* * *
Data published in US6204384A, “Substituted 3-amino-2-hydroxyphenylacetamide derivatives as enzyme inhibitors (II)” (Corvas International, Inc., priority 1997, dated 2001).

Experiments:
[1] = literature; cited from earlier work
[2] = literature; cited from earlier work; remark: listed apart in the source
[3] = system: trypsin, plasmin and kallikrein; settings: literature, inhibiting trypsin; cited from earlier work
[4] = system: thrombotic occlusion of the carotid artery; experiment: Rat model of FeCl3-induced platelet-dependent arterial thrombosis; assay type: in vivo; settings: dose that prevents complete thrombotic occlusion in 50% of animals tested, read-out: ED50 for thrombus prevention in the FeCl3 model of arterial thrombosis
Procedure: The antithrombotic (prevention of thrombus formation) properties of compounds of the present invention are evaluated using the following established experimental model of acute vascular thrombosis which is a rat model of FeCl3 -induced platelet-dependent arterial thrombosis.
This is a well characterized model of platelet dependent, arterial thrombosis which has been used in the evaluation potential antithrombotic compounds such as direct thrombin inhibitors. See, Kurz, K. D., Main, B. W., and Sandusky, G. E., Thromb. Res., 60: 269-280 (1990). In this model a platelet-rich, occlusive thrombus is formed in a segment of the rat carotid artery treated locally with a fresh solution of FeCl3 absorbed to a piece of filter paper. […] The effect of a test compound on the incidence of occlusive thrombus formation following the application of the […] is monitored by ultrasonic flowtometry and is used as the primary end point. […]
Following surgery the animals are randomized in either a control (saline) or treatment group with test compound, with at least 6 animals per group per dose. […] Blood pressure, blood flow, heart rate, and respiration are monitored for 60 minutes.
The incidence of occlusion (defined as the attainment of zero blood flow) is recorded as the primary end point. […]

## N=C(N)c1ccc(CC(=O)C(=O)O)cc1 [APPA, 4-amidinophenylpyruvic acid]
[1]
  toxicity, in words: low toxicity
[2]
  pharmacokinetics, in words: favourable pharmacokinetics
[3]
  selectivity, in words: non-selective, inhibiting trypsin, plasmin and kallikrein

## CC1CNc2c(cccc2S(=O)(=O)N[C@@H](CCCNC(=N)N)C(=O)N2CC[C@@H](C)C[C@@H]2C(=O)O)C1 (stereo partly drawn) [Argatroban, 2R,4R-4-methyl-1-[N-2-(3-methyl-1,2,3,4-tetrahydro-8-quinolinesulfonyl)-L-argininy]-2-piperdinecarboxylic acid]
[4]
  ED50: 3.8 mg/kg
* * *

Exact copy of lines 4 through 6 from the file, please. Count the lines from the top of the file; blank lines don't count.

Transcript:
[2] = literature; cited from earlier work; remark: listed apart in the source
[3] = system: trypsin, plasmin and kallikrein; settings: literature, inhibiting trypsin; cited from earlier work
[4] = system: thrombotic occlusion of the carotid artery; experiment: Rat model of FeCl3-induced platelet-dependent arterial thrombosis; assay type: in vivo; settings: dose that prevents complete thrombotic occlusion in 50% of animals tested, read-out: ED50 for thrombus prevention in the FeCl3 model of arterial thrombosis